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Weld/braze addition on steel fork - how much respray needed?

Posted: 17 Oct 2020, 3:31pm
by mikeymo
I was pondering having something welded onto my fork, a little metal addition. Or maybe brazed on. Roughly an inch in size.

How much paint gets burnt off by the heat of these processes? It'll be on the inside of one leg, about 6 inches up from the dropout. How far does the heat spread?

I'm wondering how much respraying/repainting I'll have to pay for or do.

Thanks.

Re: Weld/braze addition on steel fork - how much respray needed?

Posted: 17 Oct 2020, 3:41pm
by simonineaston
It may depend on who does the job... I had some canti bosses brazed on to fork legs by Argos and lost paint in the region of a 3cm dia circle.

Re: Weld/braze addition on steel fork - how much respray needed?

Posted: 17 Oct 2020, 3:46pm
by mikeymo
simonineaston wrote:It may depend on who does the job... I had some canti bosses brazed on to fork legs by Argos and lost paint in the region of a 3cm dia circle.


Thanks. That doesn't sound too bad then. Careful brushwork might produce an acceptable repaint.

And I wonder if brazing produces a larger damage area - doesn't it involve a gas torch, whereas if the welding is electric it's more local (can you tell I know nothing about these two processes?!)

Like you say, if it's somebody careful, who knows I don't want to do a full respray, they might take extra measures to protect the paint.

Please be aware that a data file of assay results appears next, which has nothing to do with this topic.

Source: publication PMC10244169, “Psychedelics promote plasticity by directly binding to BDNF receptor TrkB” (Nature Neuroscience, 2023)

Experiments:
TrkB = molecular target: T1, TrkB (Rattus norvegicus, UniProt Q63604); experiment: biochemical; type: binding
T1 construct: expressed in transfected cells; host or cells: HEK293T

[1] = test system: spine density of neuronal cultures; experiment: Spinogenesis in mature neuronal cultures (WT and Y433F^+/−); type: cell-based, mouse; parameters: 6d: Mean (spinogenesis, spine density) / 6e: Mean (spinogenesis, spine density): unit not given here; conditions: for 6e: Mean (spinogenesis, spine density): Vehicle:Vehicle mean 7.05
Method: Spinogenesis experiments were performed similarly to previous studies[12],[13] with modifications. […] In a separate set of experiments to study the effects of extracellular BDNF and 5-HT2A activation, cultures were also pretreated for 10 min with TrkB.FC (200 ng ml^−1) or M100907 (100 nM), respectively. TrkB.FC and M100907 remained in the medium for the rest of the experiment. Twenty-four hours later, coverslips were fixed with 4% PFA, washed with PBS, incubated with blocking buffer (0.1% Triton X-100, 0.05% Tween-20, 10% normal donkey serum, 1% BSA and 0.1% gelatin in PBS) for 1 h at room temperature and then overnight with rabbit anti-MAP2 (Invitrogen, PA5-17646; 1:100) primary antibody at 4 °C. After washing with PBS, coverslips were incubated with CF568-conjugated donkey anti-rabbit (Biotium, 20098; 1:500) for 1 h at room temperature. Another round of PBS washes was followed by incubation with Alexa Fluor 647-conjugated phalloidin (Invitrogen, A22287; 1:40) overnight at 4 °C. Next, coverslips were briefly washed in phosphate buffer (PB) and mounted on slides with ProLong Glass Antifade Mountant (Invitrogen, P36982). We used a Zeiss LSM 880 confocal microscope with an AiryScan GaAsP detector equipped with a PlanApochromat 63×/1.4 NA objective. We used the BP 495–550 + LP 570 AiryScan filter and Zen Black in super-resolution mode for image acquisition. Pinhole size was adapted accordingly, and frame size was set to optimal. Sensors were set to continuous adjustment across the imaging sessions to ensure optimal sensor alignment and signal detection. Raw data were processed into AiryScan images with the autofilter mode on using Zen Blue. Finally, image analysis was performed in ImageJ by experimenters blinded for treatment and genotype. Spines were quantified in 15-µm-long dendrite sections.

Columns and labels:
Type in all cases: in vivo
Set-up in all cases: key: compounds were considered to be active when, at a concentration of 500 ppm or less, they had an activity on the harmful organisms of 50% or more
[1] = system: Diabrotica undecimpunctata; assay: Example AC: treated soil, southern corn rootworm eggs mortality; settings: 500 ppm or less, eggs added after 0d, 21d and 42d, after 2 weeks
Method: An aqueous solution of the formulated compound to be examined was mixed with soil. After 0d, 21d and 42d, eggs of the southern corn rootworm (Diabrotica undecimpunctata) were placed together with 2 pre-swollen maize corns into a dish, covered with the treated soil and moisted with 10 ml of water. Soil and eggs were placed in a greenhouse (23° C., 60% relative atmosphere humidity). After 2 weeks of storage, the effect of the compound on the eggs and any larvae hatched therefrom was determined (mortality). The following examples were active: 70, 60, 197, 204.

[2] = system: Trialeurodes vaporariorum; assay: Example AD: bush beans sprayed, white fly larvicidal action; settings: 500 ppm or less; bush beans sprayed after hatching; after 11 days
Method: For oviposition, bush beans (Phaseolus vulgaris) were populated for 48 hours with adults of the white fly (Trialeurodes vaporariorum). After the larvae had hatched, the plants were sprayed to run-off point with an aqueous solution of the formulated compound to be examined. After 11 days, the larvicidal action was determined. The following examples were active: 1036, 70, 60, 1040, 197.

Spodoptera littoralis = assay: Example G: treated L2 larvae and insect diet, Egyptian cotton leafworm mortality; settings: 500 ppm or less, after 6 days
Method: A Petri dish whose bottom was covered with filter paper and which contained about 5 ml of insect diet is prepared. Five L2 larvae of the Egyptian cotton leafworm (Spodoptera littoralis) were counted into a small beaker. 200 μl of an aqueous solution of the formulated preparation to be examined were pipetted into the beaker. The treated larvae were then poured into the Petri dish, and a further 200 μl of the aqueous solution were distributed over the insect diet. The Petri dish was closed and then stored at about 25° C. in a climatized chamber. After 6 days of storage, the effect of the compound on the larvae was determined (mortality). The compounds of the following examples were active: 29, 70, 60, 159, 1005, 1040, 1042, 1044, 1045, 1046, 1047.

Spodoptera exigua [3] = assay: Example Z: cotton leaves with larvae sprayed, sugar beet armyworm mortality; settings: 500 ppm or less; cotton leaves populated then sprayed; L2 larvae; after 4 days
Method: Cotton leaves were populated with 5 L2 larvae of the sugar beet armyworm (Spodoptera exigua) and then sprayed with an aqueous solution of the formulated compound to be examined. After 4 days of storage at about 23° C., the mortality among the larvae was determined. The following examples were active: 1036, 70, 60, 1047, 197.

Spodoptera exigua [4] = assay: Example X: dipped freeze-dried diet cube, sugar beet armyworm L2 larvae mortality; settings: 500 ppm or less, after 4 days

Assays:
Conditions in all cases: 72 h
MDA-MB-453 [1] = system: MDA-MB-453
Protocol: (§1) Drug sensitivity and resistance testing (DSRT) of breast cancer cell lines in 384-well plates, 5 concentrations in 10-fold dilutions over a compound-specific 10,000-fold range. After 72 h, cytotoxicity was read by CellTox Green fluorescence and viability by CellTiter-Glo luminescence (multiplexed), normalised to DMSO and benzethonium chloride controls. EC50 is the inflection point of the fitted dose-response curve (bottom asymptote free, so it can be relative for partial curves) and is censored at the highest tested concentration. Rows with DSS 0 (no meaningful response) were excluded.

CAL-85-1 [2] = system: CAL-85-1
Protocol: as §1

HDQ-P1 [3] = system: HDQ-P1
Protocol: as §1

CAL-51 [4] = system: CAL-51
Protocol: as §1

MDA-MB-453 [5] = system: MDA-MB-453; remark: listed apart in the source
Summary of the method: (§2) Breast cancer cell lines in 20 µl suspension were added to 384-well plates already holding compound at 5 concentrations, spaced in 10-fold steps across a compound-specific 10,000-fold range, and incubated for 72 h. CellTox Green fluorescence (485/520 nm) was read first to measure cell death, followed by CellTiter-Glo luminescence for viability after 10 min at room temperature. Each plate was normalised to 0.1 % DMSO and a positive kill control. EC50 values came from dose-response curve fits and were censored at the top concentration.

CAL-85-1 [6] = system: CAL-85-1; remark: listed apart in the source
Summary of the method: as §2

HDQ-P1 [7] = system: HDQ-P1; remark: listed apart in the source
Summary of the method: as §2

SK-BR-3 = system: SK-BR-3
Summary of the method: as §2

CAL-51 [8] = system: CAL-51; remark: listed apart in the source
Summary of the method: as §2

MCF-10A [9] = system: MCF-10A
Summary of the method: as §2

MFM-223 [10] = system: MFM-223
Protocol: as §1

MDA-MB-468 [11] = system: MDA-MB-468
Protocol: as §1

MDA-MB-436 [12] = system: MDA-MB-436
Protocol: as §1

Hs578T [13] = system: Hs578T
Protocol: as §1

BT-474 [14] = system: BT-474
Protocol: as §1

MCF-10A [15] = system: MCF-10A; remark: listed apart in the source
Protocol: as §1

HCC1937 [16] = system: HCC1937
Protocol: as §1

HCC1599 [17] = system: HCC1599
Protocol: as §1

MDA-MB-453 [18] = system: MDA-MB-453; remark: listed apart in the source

Cheers.

Re: Weld/braze addition on steel fork - how much respray needed?

Posted: 17 Oct 2020, 4:10pm
by tatanab
mikeymo wrote:And I wonder if brazing produces a larger damage area - doesn't it involve a gas torch, whereas if the welding is electric it's more local (can you tell I know nothing about these two processes?!)
"brazing" using silver solder is at about 600C. Gas welding about 3000 and arcy sparky about 6500. I'd say there is less potential for damage at the lower temperature. I have fitted good old fashioned lamp bracket bosses (big lumps of metal) with silver solder, no trouble. Bear in mind that you will strip the paint in the area to be worked anyway. I agree with simon that the damage area is likely to be about an inch.

Re: Weld/braze addition on steel fork - how much respray needed?

Posted: 17 Oct 2020, 4:22pm
by simonineaston
If it were me doing the work, I'd have no idea how to heat the work area, worry that the solder won't flow properly and so err on the side of caution, over-heating everything. Smoke will billow, the work-piece will over-heat, the workshop will catch on fire and everything will be destroyed - on the other hand, someone who knows what they are doing will only apply topical heat sufficient to do the job properly... :shock:

Re: Weld/braze addition on steel fork - how much respray needed?

Posted: 17 Oct 2020, 5:55pm
by DaveP
I don't think there is a "correct" answer to this - it all depends.
However, I did once have rack points brazed on to a frame, by a recognised frame builder. The heat affected zone (of paint) was something like an inch each way. I actually thought that was worth a respray - but you could call me fussy and get away with it!
Just ask the chap who's going to do the work. He probably has a fair idea of his typical outcomes, but don't ask for any sort of guarantee. Stuff happens...

As for a choice between welding and brazing - the metallurgical consequences are much more important than any damage to paintwork.

Re: Weld/braze addition on steel fork - how much respray needed?